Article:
On July 9, 2021, President Biden signed an Executive Order requesting that agencies, including the Federal Trade Commission (FTC), issue rules banning employers from entering non-compete agreements with employees. Following that request, on January 5, 2023, the FTC announced it is proposing sweeping new regulations that would bar employers from entering into or enforcing non-compete agreements with employees that prevent an employee from working with a competitor. The FTC is seeking to bar non-compete agreements as an exercise of its authority under Section 5 of the Federal Trade Commission Act, which declares “unfair methods of competition” to be unlawful and directs the FTC “to prevent persons, partnerships, or corporations . . . from using unfair methods of competition in or affecting commerce.”
The proposed regulations would cover all employees, volunteers, and independent contractors and (1) bar non-compete agreements; (2) require employers to rescind existing non-compete agreements; and (3) require employers to provide notice to existing employees and independent contractors that their non-compete agreement has been rescinded.
The proposed regulations specifically include in its definition of prohibited non-compete agreements:
- Contractual terms that prevent the worker from seeking or accepting employment with a person, or operating a business, after the conclusion of the worker’s employment with the employer;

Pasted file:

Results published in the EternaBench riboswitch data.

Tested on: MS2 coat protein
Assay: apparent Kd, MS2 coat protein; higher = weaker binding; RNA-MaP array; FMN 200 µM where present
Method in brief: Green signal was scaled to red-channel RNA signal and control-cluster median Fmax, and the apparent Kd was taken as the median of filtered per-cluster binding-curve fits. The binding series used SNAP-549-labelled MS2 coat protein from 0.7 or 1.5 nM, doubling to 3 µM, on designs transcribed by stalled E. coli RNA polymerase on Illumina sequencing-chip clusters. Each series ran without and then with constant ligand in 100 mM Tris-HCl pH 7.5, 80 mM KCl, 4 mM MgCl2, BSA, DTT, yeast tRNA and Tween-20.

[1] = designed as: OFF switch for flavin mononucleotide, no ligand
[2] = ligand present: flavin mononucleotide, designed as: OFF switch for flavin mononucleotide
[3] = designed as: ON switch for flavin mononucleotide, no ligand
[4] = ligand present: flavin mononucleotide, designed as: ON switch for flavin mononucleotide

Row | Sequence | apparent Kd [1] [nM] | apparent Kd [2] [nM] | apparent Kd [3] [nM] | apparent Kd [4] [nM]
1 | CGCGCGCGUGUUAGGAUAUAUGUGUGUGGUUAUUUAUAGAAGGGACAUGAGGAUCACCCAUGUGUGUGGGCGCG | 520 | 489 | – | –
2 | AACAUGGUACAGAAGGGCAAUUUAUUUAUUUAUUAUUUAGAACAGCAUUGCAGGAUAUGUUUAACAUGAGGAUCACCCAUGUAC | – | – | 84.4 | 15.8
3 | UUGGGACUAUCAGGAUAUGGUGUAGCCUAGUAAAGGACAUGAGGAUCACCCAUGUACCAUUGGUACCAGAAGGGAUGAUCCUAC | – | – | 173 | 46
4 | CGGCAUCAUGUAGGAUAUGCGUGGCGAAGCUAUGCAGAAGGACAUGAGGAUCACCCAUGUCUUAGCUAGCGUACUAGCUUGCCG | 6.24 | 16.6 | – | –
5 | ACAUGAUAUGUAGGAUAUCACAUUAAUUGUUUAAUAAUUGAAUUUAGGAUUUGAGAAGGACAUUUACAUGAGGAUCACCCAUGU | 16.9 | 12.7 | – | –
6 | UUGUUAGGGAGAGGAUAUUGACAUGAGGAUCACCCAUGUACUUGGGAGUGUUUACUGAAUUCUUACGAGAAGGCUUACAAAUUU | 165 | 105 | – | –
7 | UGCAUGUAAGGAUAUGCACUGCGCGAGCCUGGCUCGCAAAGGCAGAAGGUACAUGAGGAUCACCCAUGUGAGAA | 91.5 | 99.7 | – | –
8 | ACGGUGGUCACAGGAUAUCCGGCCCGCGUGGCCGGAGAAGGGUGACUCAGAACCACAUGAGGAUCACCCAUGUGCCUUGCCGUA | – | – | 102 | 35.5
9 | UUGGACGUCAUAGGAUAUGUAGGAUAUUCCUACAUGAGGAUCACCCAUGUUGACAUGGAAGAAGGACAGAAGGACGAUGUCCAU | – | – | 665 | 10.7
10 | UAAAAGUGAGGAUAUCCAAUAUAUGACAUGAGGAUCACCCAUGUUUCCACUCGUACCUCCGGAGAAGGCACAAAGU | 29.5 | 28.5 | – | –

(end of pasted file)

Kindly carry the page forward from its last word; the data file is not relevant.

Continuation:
- Non-disclosure agreements, non-solicitation agreements, or other similar agreements that are written so broadly that they effectively preclude the worker from working in the same field after the conclusion of the worker’s employment with the employer; and
- Contractual terms that require the worker to pay the employer or a third-party entity for training costs if the worker’s employment terminates within a specified time period, where the required payment is not reasonably related to the costs the employer incurred for training the worker.
Notably, the FTC is proposing to bar non-compete agreements that apply post-employment; it would not bar non-compete agreements or policies that apply during employment. Nor would the prohibition apply to non-compete agreements entered into with individuals who are selling substantially all of their ownership interests in a business (or substantially all of the assets of a business), provided that the person subject to the non-compete owned at least 25% of the business being sold.
While the FTC does state that its proposed regulations would generally not apply to non-disclosure and non-solicitation agreements, provided that the agreements “do not prevent a worker from seeking or accepting employment with a person or operating a business after the conclusion of the worker’s employment with the employer,” the proposed regulations could bar non-disclosure and non-solicitation agreements if they are so broad as to functionally bar an ex-employee from working for a competitor. Accordingly, whether a post-employment term or condition would be prohibited by these new regulations will require a fact-specific analysis.